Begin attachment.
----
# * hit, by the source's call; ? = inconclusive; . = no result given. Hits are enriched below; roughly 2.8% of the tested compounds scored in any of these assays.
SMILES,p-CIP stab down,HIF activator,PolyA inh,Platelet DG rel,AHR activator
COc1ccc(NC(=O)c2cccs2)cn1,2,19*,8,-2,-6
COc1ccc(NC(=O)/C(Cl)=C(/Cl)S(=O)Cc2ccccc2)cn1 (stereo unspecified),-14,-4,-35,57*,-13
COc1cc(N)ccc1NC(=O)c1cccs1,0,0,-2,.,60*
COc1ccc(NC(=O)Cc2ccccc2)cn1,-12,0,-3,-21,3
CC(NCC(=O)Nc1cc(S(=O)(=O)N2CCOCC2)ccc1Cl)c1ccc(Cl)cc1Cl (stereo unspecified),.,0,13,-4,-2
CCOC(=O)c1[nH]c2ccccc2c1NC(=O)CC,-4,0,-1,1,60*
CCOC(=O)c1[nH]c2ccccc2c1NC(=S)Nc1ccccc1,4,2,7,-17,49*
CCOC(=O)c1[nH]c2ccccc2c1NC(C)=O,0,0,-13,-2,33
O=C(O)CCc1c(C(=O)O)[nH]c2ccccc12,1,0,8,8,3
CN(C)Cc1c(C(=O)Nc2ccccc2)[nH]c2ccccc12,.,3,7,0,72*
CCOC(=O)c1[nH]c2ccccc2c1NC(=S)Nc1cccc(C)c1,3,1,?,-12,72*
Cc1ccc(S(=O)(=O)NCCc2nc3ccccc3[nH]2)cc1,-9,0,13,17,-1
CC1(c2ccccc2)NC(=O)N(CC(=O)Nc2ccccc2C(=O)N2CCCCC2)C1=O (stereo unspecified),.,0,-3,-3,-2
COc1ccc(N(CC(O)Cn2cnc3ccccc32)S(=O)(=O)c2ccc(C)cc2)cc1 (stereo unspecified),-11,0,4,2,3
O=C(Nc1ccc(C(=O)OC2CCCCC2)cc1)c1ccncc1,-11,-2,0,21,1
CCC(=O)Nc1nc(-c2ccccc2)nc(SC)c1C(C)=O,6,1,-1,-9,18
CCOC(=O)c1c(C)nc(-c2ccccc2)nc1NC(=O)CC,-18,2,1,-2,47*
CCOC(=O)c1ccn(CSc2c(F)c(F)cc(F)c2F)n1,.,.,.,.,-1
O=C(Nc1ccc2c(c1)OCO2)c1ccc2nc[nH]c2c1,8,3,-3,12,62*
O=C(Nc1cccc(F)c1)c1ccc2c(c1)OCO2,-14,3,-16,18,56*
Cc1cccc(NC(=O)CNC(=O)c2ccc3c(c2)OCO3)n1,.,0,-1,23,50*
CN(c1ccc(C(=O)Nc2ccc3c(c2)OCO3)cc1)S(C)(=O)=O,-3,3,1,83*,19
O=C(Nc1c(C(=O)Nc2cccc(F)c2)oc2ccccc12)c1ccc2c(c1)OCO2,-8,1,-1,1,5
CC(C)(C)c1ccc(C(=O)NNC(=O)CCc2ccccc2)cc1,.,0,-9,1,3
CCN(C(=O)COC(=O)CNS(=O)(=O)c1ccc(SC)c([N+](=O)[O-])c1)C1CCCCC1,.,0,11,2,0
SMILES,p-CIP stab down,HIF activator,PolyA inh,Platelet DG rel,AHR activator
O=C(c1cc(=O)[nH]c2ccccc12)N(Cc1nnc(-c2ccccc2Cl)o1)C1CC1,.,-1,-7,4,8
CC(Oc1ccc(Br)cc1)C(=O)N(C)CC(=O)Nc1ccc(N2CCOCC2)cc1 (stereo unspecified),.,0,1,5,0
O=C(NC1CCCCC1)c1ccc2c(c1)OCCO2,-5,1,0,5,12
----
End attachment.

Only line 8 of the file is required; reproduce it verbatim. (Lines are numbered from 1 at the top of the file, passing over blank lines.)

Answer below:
CCOC(=O)c1[nH]c2ccccc2c1NC(=O)CC,-4,0,-1,1,60*